So realizing I had about 5 degrees of internal rotation on a good day, I switch to narrow everything, valgus goes away, pain goes away, and eventually the strength gains outweigh any mechanical advantage.

  5. Kevin Yates Says:

    You’re right on the money about the movement impairments that seem to ‘disappear’ until the offending movement is re-introduced with sufficient loads.

    No amount of rest will beat teaching proper technique and lifting mechanics.

    Nice post Eric 🙂

  6. Heath Thiel Says:

    One thing I’ve always thought was odd was the teaching of putting the head down when pulling conventional or trap bar. I’ve never really understood the concept of potentially relaxing your erectors during a deadlift. On top of the fact that you aren’t able to fully engage the serratus posterior or the rhomboids or for that fact the traps on the bottom portion of the pull makes little if any sense to me either. The video examples already show the individual with the beginning of kyphosis and he’s only pulling 135.

    I couldn’t agree more with the usefulness of the movement, however, like the squat I think there are a lot of people out there that don’t have as sound of a understanding of their biomechanics as they think they do, particularly as they apply to strength training.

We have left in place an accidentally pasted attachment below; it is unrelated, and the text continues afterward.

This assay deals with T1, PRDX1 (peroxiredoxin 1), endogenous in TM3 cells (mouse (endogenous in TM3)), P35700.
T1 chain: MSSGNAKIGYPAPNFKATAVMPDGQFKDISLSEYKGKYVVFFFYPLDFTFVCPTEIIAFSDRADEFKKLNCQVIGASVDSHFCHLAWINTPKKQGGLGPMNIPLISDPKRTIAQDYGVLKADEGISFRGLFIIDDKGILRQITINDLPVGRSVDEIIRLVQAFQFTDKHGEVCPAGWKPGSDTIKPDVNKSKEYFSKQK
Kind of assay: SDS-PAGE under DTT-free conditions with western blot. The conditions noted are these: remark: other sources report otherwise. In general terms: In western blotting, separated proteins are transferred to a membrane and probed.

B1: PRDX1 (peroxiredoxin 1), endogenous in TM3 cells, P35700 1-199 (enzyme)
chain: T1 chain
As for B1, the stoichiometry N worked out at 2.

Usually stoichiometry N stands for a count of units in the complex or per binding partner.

7. Greg Y. Says:

    Sorry if this is a repost, but I prefer the deadlift utilizing the trap bar. It is more comfortable for me with the weight closer to the hip, and I am 44 yrs old and not a competitive lifter.

    As of the moment, there is no best form for me, as I am recovering from a distal biceps brachii tendon tear, and am only six weeks post surgery as of tomorrow.

  8. Tsvetan Vassilev Says:

    @Heath Thiel
    Is Eric flexing his arms? yes, somewhat. Is that the way he does 650? no. Is he kyphotic? no.

    One thing that I have a hard time getting trough people at the gym is that having your head in neutral is not “flexing your neck.” Actually the cervical extensors are tight from the so-called neck packing or chin tucking. Charlie Weingroff writes a more detailed article here – http://charlieweingroff.com/2010/11/packing-in-the-neck/
    If you face forward or up does that create more tension on the neck extensors? Not that much. Does it create a faulty movement/habit? Yes.